Losing a job opportunity is bad enough - but surreptitious online research is, more and more, becoming a deciding factor as to who gets into college in order to earn a degree which makes you eligible to apply for that a job.
"Kids are applying to universities and guess what?" asks Fraser, "Although they don’t admit it, Admission Officers are mining Facebook and MySpace." In some cases, incriminating information can take them out of the running for a coveted slot in the freshman class - and in other cases, it can get you kicked out of the school once you’ve made it in. Fraser points to a recent case at Oxford (England), where "somebody took photos of hazing rituals and posted them on Facebook. Administrators looked at the photos and expelled those guilty of the hazing."
While this case may show a constructive use of Facebook, Oxford’s use of cruising Facebook to identify students committing more minor infractions of school rules and punishing them with fines was criticized by students as an invasion of their privacy. Oxford revealed two years ago that university officials were routinely cruising Facebook to locate students committing infractions.
"The students are livid that their online world is being gatecrashed," reported the London Times Online in July 2007. "Martin McCluskey, president of Oxford University Student Union, said: ’While we do not condone unruly, violent or disorderly behaviour, we believe that the university’s use of private photos from the Facebook site in disciplinary procedures is disgraceful.’"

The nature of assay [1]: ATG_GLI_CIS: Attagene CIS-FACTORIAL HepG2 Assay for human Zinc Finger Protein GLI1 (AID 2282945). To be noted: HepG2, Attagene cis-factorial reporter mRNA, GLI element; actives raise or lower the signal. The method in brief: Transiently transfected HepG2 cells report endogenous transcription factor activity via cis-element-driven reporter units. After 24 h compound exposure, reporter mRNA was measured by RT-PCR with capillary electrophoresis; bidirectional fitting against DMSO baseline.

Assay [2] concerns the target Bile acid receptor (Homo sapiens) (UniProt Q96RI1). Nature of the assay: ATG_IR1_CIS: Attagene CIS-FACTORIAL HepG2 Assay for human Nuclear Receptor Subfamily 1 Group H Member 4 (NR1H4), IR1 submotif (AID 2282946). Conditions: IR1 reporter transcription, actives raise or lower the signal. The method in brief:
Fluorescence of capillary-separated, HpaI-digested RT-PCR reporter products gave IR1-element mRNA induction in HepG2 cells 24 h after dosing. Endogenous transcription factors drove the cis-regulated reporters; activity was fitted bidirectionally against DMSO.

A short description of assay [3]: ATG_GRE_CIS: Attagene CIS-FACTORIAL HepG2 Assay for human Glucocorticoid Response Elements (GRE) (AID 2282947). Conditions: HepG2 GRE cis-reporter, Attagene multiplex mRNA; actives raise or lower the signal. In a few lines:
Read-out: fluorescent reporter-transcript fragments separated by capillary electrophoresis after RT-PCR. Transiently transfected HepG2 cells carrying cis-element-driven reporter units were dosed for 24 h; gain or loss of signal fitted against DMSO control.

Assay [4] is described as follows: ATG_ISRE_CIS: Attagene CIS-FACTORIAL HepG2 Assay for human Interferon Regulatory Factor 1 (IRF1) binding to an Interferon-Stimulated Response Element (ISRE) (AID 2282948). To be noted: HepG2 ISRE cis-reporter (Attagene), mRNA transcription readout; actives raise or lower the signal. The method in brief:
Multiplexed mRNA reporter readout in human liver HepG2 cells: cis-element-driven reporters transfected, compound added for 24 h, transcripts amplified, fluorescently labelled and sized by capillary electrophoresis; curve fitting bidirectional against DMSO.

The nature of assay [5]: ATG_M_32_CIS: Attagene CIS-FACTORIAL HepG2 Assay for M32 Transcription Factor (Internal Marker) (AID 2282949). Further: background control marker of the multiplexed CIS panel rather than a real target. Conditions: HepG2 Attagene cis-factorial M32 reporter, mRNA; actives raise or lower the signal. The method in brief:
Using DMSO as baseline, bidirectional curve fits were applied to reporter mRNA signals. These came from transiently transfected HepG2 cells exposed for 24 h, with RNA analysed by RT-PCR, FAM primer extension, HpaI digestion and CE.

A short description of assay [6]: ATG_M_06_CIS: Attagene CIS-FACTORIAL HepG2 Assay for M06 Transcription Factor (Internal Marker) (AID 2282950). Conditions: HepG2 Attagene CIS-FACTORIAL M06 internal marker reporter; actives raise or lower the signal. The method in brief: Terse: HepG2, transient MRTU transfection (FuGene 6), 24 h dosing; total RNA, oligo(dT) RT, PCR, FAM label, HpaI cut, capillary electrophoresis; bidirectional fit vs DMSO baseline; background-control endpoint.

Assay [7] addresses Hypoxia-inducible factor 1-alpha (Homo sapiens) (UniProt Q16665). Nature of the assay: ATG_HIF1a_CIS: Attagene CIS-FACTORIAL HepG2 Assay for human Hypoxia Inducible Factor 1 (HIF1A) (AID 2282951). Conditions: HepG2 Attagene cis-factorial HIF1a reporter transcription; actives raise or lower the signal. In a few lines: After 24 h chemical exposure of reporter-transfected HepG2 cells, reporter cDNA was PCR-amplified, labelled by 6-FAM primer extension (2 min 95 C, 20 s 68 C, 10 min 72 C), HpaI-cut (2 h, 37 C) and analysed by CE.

Or take the case of Katherine Evans, who last year was attending her last year in high school in a Miami suburb. Unhappy with her English teacher she, according to a report in the New York Times on February 7, vented her frustrations on her Facebook page. Two months later she "was called into the principal’s office and was told she was being suspended for "cyberbullying," a blemish on her record that she said she feared could keep her from getting into graduate schools or landing her dream job." Now a freshman at a Florida university, she is suing her high school to have the suspension removed from her record.
In other cases, fresh-out-of-school blabbermouth bloggers have screwed themselves out of jobs.